- Make every muscle group from head to toe as strong as possible.
- Don't avoid challenging exercises, embrace them.
- Approach muscle building as a new lifestyle, not a short term program.
- Get your back side to the gym and stop missing workouts.
- Quit jumping from program to program, chasing after magic workout systems.
- Eat to maximize muscle mass and minimize fat, based on experience levels.
My husband loves Sunestron! He has tons more energy and feels refreshed. He has been body building for 20 years and this has given him a new desire to lift again. My husband will be cycling on and off-he will be sticking with this Testosterone Booster.
i stopped looking for the newest fad program about 2 months ago and just started doing heavy compound lifts and a few isolation movements, changed up my diet and increased protein intake and i have seen tremendous gains already
Rob, you truly are a "rare (and smart!) breed" of Body Builder. There are not many (including myself but, I'm there now...) who are traveling the 'road less traveled' as you are. I'm now on that road and am, like you, making "tremendous gains". Stay on course and you will not only build muscle but, you will save a lot of money in the process. I had to learn the 'hard way' but, I'm now resigning to keeping in truly 'natty' from this point on. Thanks for sharing your thoughts. God Bless & I wish you continued success on your path.
I am from Afghanistan,
How can i gain weight? please help me
Yes i need a lots of tips of making bulk muscles n good strength. what d key factors to do the same. today i am just muscular but having tiny size's. what i need to do build the huge size as well muscular body to become like hulk thanx.........................
i'm 148lbs,167cm and i want to gain 15lbs of lean muscle without gaining extra fat.my workout routine looks like
tuesday-back and bicep
friday-back and bicep
saturday-legs and abs
What is the best way to lose weight and gain muscle without compromising both?
I love the newsletters and the workout tips
Mr. Shaw, I have read several of your articles here at Muscle and Strength and your advice is sage as always here. I am relatively new to strength/lifting (I am a female of 50 years old...) and want to express to you how much I appreciate your advice. I found this article especially encouraging as I am seeking to add muscle to my frame. I was told about you by another writer for Muscle and Strength and diligently read your articles as they recommended them highly They are all written from a foundational point of reference and are all 'no nonsense'. Keep up the great work, Steve. Oh and by the way, I also appreciate that you respond so quickly to your readers questions. How very Gracious of you, Sir!
Awesome tips sir thank you very much
This should be a sticky in the forum somewhere. Probably the beginners' section.
Tip number 1 is awesome. I started doing this a few weeks ago, and my performance and gains have rocketed.
Glad to hear it. I preach that above and beyond everything.
Glad to hear it. I preach that above and beyond everything.
Damn Tony Horton and his lies! lol
Hi Steve, just wondering what do you think is the best approach for gaining strength and size. Would it be better to have strength days followed by hypertrophy days, or have strength sets before hypertrophy sets every workout? I'm definitely not an elite powerlifter :)
The real key is consistency and progression, back with proper food intake. There is no best way, as long as the program is reasonable.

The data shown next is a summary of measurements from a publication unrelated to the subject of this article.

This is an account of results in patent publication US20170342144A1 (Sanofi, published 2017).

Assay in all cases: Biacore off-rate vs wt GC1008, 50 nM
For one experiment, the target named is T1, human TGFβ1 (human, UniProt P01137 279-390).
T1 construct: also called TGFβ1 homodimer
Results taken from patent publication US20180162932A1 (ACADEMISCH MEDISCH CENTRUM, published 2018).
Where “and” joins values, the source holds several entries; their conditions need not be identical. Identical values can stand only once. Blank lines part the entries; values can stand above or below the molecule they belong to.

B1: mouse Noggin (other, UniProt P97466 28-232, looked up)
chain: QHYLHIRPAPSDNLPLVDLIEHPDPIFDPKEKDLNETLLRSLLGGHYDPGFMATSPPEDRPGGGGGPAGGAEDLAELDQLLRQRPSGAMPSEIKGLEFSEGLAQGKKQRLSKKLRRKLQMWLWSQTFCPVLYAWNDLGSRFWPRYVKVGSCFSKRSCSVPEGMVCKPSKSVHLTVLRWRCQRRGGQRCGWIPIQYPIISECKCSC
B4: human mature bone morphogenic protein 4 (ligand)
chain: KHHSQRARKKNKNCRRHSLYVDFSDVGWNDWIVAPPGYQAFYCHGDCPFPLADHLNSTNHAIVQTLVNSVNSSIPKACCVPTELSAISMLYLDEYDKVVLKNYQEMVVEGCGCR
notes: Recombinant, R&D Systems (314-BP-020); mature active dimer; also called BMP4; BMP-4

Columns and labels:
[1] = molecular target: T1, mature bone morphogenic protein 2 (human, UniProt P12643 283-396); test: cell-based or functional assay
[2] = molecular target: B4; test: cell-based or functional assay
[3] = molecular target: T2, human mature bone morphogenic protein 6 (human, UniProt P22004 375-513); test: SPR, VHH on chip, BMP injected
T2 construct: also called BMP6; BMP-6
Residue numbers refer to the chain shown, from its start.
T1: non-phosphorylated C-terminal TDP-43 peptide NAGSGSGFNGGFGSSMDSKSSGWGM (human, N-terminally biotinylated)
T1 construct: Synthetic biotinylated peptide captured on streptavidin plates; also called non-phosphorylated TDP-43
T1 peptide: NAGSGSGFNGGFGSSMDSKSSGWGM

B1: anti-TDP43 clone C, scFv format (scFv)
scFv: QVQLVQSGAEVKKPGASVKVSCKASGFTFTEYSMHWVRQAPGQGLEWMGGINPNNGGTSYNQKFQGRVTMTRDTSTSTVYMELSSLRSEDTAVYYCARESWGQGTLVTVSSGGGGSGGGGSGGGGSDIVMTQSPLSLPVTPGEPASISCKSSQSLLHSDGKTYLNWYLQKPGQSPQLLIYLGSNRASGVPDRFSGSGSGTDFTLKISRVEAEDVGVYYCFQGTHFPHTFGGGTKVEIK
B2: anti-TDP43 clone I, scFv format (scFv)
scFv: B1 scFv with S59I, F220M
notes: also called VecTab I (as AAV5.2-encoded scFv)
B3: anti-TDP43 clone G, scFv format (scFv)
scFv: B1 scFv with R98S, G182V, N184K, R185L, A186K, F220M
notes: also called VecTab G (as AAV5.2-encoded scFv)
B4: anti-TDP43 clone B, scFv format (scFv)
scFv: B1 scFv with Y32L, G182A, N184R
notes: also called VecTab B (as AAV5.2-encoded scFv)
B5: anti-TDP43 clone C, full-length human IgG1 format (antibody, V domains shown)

My recommendation is always to pick a reputable program that movivates you to lit.
Can you explain muscle confusion then? I'm kind of confused, I have heard different things as well.
Muscles don't have brains, you can't confuse them. If you want them to grow then lift progressively heavier weights.
I thought i was doing muscle confusion by when i did bench, starting off heavy, do what i could, drop down light and rep 20 out then just go back and forth. I do it on everything and have seen HUGE gains. My bench and leg press has sky rocketed from what it was when i started back after the holidays. What would you call what im doing?
This sums it up.
Muscle confusion myth is a misconception based on the concept of 'pump' in body development. The pump is a temporary phenomenon wherein the person gets a feeling that the muscles have expanded right after the workout. The feeling of a pump is basically a misunderstanding of the sensation which is triggered due to the accumulation of lactic acid and myofibril contraction, which leads to the constriction of blood flow. This in turn triggers a rush of blood into the capillaries of the working muscles making them appear as if they have expanded.
Changing your routine up continuously can lead to deterioration of the body mass instead of enhancing it. The simplest way to get bigger muscles is a successful lifting regimen for a long period, followed by an adequate recuperation. This will facilitate growth in muscle size and strength.
It's not bad to change your workout regimes once in a while to get rid of boredom caused by routine. But one has to make sure that these changes are not frequent and won't hamper your health in any way. Like Rip has stated over and over, You don't get bigger from lifting weights, you get bigger from recovering from lifting weights. Believing in muscle confusion won't do you any favors on your path to success, and is just a shortcut that will lead you to a dead end.
Hi I'm just wondering about the tip that says not to jump from workout program to workout program. I don't know if i'm misunderstand this tip, but I heard from numerous sources that changing up your workout routine every 4-6 weeks is beneficial. Could you clearify?
That's a myth. Progression and consistency are the true keys for natural lifters.
Do those sources also happen to produce a magazine you can buy every 4-6 weeks... coincidence?